“So, she’s working on a theater piece, she does a huge amount of research into her characters,” he said. “When she was in my video editing class she worked hard to make it, each one, like a presentation. So she takes a lot of pride in her work and she gives a lot of effort, and it shows.”
Mendelowitz has also hired Cheyne for productions, offering her a job as an electrician for North Star Ballet’s production of “The Nutcracker.”
He said he was impressed by her dedication to all of her work. One example he cited took place when Cheyne was playing Helena in a production of “A Midsummer Night’s Dream.”
“She really went into what each line actually meant so that students or audience members who had trouble understanding Shakespeare could still understand the intent behind each and every line,” Mendelowitz said, “and her diction was excellent, so I really considered hers to be a standout performance for that because it was so easy to understand what her character was going through.”
Outside of theater work, the arts go everywhere with Cheyne, as the people who she surrounds herself with tend to notice.
“I think she’s really quite good,” Mendelowitz said. “She has a couple of mainstay characters that she continues to develop.”
Cheyne said she’ll draw backstage often, as well as in most of her free time.
“Whenever she visits, she brings her tablet with her usually,” said boyfriend Ryan Andrews. “She draws a lot.”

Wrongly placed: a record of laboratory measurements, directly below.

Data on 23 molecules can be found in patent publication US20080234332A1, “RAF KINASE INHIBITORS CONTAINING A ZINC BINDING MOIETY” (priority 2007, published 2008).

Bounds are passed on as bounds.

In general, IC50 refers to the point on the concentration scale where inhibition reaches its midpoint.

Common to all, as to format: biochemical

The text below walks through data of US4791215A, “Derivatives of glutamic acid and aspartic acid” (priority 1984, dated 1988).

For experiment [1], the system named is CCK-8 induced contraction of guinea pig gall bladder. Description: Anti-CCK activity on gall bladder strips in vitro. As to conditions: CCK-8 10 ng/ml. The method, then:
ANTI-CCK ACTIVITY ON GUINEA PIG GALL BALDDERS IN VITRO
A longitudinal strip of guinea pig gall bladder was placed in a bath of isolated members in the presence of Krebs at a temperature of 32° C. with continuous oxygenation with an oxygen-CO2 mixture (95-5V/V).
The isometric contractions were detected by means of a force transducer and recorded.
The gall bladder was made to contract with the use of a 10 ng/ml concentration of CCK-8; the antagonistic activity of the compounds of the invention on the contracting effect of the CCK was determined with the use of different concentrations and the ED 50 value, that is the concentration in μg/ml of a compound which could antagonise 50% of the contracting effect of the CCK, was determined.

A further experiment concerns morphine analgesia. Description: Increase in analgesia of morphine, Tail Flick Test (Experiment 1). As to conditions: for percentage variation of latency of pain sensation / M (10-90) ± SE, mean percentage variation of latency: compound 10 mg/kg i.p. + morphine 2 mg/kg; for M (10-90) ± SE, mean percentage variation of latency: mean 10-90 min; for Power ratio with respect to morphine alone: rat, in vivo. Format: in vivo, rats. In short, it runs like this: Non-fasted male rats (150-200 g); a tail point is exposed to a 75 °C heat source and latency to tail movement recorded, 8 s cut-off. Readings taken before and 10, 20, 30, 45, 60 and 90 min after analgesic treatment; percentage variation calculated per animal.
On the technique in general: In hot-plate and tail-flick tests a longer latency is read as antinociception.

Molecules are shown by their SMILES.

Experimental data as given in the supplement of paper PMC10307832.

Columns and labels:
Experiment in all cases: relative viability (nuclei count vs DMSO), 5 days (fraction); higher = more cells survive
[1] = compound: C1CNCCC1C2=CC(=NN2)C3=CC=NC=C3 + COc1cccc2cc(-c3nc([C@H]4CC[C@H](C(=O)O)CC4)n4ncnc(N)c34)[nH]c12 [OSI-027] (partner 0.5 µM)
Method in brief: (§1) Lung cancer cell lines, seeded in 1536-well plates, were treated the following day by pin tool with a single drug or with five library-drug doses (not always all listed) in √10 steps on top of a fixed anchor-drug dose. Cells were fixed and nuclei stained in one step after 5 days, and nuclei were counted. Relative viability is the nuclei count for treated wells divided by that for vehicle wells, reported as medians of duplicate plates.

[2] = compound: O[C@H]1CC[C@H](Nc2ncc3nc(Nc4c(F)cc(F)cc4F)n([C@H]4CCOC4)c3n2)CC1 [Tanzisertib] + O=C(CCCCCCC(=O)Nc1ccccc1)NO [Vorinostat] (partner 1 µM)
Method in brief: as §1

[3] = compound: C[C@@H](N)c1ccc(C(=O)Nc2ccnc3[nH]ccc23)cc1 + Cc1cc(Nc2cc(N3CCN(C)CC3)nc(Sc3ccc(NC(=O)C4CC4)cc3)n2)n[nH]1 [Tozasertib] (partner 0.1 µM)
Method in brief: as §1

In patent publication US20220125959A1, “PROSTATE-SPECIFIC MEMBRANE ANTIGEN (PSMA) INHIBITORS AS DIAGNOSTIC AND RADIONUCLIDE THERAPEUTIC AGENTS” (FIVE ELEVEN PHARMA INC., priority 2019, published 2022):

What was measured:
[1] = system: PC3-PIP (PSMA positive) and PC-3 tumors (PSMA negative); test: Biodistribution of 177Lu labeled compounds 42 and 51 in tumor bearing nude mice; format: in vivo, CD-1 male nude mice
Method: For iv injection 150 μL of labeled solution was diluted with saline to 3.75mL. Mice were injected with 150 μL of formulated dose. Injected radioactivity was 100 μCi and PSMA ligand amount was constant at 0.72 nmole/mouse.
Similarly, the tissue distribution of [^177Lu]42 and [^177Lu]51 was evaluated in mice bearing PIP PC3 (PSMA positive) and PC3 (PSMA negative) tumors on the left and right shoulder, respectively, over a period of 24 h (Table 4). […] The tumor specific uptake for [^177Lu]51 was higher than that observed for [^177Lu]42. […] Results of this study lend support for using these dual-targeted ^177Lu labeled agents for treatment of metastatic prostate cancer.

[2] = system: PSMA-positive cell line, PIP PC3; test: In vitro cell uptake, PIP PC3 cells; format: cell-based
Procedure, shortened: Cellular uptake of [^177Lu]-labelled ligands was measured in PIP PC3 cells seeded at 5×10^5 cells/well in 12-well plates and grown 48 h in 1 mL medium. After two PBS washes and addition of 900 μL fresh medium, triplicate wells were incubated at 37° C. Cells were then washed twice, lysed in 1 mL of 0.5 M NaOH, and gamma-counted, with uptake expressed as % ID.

Andrews currently lives in Anchorage, but when he was in Fairbanks, he lived with his father. He had space set up for himself and Cheyne when she would come by to spend time with him.
“When I was still up in Fairbanks my desk was set up off to the side of hers, and I would check over and see how she’s doing. She would draw very often,” he said.
Andrews mentioned Cheyne will listen to synthwave while driving in town. Although he said they differ in some aspects, one thing the couple share is a love of cyberpunk aesthetics.
“Obviously I’m lacking on my movie education because I hadn’t watched ‘Blade Runner’ yet at the time, so she sat me down and we both watched ‘Blade Runner’ and (’Blade Runner 2049’),” he said.
The style carries over into Cheyne’s work as an artist.
“A lot of her color schemes would fit in a lot with synthwave music genres,” Andrews said. “Usually very bright and cool colored or warm contrasts.”
Because a lot of acting work in Fairbanks is more community theater based, one of the only paid gigs she’s been involved in while in the state was “Ice Cold Killers,” in which she was an extra. Cheyne currently brings in income as a commission artist.
“The other career I’d really like to do is graphic novels,” she said. “I really want to publish a book and so I make money at the moment by drawing peoples’ — if they have a Dungeons and Dragons character that they want me to draw or they have an original character — I can draw that stuff for them.”
The book Cheyne would one day like to publish is one she’s been working on for close to a decade.
“I literally never stop thinking about my book,” she said.
A story where urban fantasy meets cyberpunk and noir, the main plotline follows a character who exposes magic to the general public. Cheyne hasn’t finished the graphic novel yet, but she has character designs on her Instagram, @elsbeard, where she can also be contacted for commissions.
She’s had a few offers for graduate school, but plans to reattempt auditions in a few years. Cheyne said her plan is to move to Anchorage to be with her boyfriend once she finishes an anatomy class and her degree program.
“I’m going to be realistic about it, but I would just love to make a living making art and performing because those are the two things I love to do,” she said.
Contact staff writer Kyrie Long at 459-7572.